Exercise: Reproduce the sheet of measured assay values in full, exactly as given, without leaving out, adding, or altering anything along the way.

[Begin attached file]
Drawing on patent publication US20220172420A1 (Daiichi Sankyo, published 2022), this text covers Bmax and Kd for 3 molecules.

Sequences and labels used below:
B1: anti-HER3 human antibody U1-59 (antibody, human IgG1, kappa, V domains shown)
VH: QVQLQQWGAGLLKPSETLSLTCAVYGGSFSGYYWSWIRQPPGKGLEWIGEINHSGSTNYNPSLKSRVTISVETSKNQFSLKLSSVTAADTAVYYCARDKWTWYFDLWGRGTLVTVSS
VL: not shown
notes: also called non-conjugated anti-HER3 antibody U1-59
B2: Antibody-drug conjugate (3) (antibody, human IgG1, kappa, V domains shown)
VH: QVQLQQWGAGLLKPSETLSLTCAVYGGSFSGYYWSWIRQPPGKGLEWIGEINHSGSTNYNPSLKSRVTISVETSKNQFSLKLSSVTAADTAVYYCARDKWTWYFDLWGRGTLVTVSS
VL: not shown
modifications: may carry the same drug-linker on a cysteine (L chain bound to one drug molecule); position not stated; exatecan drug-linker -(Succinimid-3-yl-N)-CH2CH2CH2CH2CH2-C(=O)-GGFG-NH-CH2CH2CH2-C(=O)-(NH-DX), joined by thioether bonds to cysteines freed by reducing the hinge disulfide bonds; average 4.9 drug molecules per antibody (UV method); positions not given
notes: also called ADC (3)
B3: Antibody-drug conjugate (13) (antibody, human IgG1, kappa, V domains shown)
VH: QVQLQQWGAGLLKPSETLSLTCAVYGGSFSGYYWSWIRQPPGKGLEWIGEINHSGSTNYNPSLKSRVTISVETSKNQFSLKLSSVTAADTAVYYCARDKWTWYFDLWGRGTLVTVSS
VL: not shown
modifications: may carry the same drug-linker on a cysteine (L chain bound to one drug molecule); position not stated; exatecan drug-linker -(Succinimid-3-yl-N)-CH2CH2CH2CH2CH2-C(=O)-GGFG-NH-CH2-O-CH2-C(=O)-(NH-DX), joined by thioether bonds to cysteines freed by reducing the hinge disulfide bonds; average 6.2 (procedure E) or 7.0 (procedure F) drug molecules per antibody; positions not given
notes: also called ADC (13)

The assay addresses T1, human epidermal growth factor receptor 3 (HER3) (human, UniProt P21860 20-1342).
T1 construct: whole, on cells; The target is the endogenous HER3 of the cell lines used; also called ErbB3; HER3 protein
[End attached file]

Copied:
Drawing on patent publication US20220172420A1 (Daiichi Sankyo, published 2022), this text covers Bmax and Kd for 3 molecules.

Sequences and labels used below:
B1: anti-HER3 human antibody U1-59 (antibody, human IgG1, kappa, V domains shown)
VH: QVQLQQWGAGLLKPSETLSLTCAVYGGSFSGYYWSWIRQPPGKGLEWIGEINHSGSTNYNPSLKSRVTISVETSKNQFSLKLSSVTAADTAVYYCARDKWTWYFDLWGRGTLVTVSS
VL: not shown
notes: also called non-conjugated anti-HER3 antibody U1-59
B2: Antibody-drug conjugate (3) (antibody, human IgG1, kappa, V domains shown)
VH: QVQLQQWGAGLLKPSETLSLTCAVYGGSFSGYYWSWIRQPPGKGLEWIGEINHSGSTNYNPSLKSRVTISVETSKNQFSLKLSSVTAADTAVYYCARDKWTWYFDLWGRGTLVTVSS
VL: not shown
modifications: may carry the same drug-linker on a cysteine (L chain bound to one drug molecule); position not stated; exatecan drug-linker -(Succinimid-3-yl-N)-CH2CH2CH2CH2CH2-C(=O)-GGFG-NH-CH2CH2CH2-C(=O)-(NH-DX), joined by thioether bonds to cysteines freed by reducing the hinge disulfide bonds; average 4.9 drug molecules per antibody (UV method); positions not given
notes: also called ADC (3)
B3: Antibody-drug conjugate (13) (antibody, human IgG1, kappa, V domains shown)
VH: QVQLQQWGAGLLKPSETLSLTCAVYGGSFSGYYWSWIRQPPGKGLEWIGEINHSGSTNYNPSLKSRVTISVETSKNQFSLKLSSVTAADTAVYYCARDKWTWYFDLWGRGTLVTVSS
VL: not shown
modifications: may carry the same drug-linker on a cysteine (L chain bound to one drug molecule); position not stated; exatecan drug-linker -(Succinimid-3-yl-N)-CH2CH2CH2CH2CH2-C(=O)-GGFG-NH-CH2-O-CH2-C(=O)-(NH-DX), joined by thioether bonds to cysteines freed by reducing the hinge disulfide bonds; average 6.2 (procedure E) or 7.0 (procedure F) drug molecules per antibody; positions not given
notes: also called ADC (13)

The assay addresses T1, human epidermal growth factor receptor 3 (HER3) (human, UniProt P21860 20-1342).
T1 construct: whole, on cells; The target is the endogenous HER3 of the cell lines used; also called ErbB3; HER3 protein